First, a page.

I used a version of the product that is integrated with SolidWorks 2001 and opened an assembly file that contained two gears mated together. My goal was to optimize the gearbox in order to find the minimal mass, while still meeting other required safety criteria and dimensional requirements. To be gin, I opened the Group Manager, which displayed how the two parts were linked together and how they were associated with a calculation. The graphical user interface that employs is helpful, but the program does require a thorough understanding of basic engineering principles.

With the physics of the assembly defined, I launched the Behavioral Optimizer module and specified the constraints, requesting that certain power and speed requirements were met. Then I defined the minimal mass goal, and requested that the program find solutions until 100 consecutive models were created without improvement.
Pro/Engineer's Behavioral Modeling Extension was used to optimize this racing engine manifold. The goal was to minimize the difference between the length of the pipes.

I found running the Behavioral Optimizer and reviewing the optimum solutions that I requested to be fairly straightforward. However, offers so many different features and so much information in each dialog box that it's easy to get a little lost. But overall, it was obvious how the software could save an engineer a tremendous amount of time.
The Behavioral Modeling Extension explored more than 1000 possible manifold design solutions. It then displayed them in a scatter graph so the user could visualize options and tradeoffs.

PTC's Behavioral Modeling Extension works with the 2000i and 2001 versions of Pro/E. It provides a package of behavioral routines that enables users to explore design ideas by automatically optimizing geometry. According to PTC, this extension has been implemented at the core of its system kernel, meaning all Pro/E applications can work with the engineering solutions created with it. At the same time, there are links to external applications.

Behavioral features inside Pro/E can capture important design measurements that can be used to drive a design. An example of Pro/E's behavioral capabilities is the ability to achieve optimal engine performance by having the desired constant flow-rate through an intake manifold drive the defining cross-sections of the pipe. Even the angle of reflectivity off a surface can be measured and captured within a behavioral feature, and that value can be used to drive the surface's curvature.
To use Catia's Product Engineering Optimizer, the user sets a target goal for a model, in this case a volume of 400 cubic centimeters, then hits the Edit List button to add parameters.

Users specify how many design iterations they would like to see and how they would like to see them. For instance, you could ask Pro/E to display a scatter plot showing its 200 best solutions for keeping an automobile's drag coefficient low while maintaining its buckling strength. The resulting color graphs and plots update if the design changes. In fact, with Version 2001 of the software, optimizations are automatically rerun if the design changes, as opposed to the previous version, which required them to be manually run.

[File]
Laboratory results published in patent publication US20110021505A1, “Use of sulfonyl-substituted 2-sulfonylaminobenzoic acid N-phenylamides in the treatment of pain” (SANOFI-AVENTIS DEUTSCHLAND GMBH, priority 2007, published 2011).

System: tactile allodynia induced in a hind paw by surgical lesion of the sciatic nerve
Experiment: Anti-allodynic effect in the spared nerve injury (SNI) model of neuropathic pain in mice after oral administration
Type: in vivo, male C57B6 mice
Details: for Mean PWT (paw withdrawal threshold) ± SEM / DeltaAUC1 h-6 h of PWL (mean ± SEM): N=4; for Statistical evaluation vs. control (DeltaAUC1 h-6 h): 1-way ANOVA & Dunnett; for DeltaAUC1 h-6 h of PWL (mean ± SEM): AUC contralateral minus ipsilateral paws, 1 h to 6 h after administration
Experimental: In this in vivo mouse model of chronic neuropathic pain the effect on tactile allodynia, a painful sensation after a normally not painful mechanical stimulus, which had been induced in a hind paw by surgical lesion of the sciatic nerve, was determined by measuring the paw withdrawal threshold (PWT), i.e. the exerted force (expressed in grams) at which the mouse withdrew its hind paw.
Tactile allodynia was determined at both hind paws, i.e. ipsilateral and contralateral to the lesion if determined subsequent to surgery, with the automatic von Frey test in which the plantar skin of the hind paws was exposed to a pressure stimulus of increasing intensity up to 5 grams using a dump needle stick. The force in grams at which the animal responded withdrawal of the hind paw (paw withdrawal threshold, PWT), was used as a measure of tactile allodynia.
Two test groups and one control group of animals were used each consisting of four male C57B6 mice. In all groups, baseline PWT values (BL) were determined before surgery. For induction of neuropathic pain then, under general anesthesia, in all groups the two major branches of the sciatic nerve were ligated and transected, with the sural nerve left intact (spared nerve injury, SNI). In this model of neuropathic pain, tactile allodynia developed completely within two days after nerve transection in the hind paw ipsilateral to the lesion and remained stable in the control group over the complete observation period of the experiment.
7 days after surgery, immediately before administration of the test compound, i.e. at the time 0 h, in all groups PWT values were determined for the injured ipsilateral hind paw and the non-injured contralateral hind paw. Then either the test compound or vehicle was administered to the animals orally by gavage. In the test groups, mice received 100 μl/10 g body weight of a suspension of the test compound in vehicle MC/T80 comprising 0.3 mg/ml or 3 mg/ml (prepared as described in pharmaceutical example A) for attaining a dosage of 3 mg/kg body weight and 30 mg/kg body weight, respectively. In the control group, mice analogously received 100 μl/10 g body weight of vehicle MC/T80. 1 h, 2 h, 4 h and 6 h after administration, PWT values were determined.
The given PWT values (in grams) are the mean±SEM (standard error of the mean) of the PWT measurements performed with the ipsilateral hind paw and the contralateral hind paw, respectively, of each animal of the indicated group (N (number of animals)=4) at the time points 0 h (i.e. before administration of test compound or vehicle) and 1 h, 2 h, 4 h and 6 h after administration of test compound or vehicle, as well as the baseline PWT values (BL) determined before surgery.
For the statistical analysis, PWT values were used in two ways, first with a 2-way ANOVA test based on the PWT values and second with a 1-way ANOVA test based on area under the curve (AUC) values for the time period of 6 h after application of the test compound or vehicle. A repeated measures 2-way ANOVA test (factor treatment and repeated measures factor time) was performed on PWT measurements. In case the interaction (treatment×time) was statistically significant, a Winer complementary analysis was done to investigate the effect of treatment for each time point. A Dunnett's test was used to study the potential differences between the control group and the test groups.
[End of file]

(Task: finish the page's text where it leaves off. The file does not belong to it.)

Behavioral optimization can also be found in other PTC products such as Shrinkwrap, which can be used to predict the intended motion behavior of an assembly, and Pro/Mechanica, which is used for mechanical dynamic analysis. PTC plans to integrate the Behavioral Modeling Extension with its Routed System tools, which will allow for pipe and cable lengths to be optimized based on various analyses. The company also plans to incorporate behavioral optimization techniques in its plastic, mold design, and weldment applications.
As the Product Engineering Optimizer optimizes the model, it displays the updated geometry as well as a feature tree, which shows the formulas that were needed to create the optimization.

An optional module of Dassault Systemes' Catia, Product Engineering Optimizer allows users to optimize designs according to a product's weight, total volume, cost, or a number of other conditions. As with the Pro/E module, this product can create scatter plots showing different scenarios of how various user-defined constraints balance against each other, for example, a vehicle's aerodynamics versus its weight versus its strength. It can then take the best solutions and link pricing data to them to help users determine the appropriate materials and tooling processes.

I had the chance to use Catia's Product Engineering Optimizer to modify a 3D shape in order to change its original volume to one that I had specified. It was easy to set up and run the simulations. But some of the work had been done for me, because in the sample file that I was using, some complex formulas had already been written.

According to the company, future plans for behavioral optimization include immediate feedback on whether or not a given part, once placed, will work based on conditions such as stress or heat. Essentially, the goal would be to have Catia parts understand how they should behave in the real world.

As mentioned, these are not the only products available for behavioral optimization. Other products include Concept from MCS.Software, which is used, for example, to take a rough shape, such as a bracket, and optimize it for weight. In addition, LMS International makes software for optimizing acoustics, structural vibration, and multibody dynamics, while SRAC develops products that can optimize both parts and assemblies for structural efficiency.

Behavioral optimization is where engineering software is headed, and these applications, while extremely useful, provide only a glimpse of things to come. For example, when combined with knowledge-based systems, a program could anticipate what an engineer is designing, and based on past experiences, automatically add parts, such as motors, that function in the context of that design. In the end, this will mean more productive engineers, and less expensive, more efficient products for consumers.

Joe Greco is a frequent contributor to Computer Graphics World who specializes in writing about computer aided design. He can be reached at

Dassault Systemes ·
Geomate Corp ·
LMS · ·
MSC Software ·